(photo: Dana Gonzales)

In 1944, in South Carolina, a fourteen year old black child had his life ended in this manner.

The youngest person to be executed in the US since the 19th century, the black teenager was a little over five feet tall, weighed 95lbs, and had to put a bible on the seat beneath him so that he could fit into the electric chair. His feet dangled some way above the floor.

He was executed 84 days after his trial ended. A trial which convicted him after lasting all of three hours and after an all-white jury determined after ten minutes he had bludgeoned two young white girls to death.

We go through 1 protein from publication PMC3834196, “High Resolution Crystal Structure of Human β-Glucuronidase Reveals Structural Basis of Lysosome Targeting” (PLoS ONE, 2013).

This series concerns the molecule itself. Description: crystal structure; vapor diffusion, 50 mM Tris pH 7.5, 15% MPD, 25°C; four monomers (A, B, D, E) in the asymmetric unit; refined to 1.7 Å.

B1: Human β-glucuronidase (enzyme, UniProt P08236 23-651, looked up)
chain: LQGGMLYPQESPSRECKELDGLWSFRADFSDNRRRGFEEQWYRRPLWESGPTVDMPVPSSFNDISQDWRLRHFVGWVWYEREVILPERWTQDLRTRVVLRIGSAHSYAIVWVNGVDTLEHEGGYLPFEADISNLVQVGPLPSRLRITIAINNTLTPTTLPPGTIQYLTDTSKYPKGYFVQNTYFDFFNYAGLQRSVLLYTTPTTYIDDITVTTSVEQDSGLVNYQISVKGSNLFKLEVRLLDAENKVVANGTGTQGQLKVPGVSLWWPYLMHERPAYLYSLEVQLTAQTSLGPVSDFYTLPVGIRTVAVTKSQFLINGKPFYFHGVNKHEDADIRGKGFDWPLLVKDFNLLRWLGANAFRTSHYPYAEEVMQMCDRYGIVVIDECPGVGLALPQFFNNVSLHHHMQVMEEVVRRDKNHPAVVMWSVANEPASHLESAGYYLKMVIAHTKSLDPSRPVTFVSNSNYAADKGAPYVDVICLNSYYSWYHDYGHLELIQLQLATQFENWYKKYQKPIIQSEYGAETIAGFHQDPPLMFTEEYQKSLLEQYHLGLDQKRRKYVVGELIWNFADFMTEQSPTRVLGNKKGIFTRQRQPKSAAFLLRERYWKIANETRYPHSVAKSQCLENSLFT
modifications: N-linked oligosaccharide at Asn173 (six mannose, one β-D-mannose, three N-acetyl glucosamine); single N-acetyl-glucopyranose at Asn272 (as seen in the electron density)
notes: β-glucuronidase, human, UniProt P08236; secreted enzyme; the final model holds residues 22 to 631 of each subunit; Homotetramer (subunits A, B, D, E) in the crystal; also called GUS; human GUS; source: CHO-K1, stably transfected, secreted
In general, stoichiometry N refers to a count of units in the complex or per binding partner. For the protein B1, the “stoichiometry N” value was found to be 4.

After all these years the young man’s case, the case of George Stinney may be reopened, the scab removed after a seventy-year old lingering wound.

And now we come to a family member of the victims, who opposes reopening the case, but sums up attitudes towards past injustice in this country vividly.

Frankie Bailey Dyches said she believed Stinney had “got what he deserved” and that “justice was served, according to the laws in 1944”.

And that, apparently, is justice enough.

Meanwhile, things stay pretty awesome for wealthier white guys.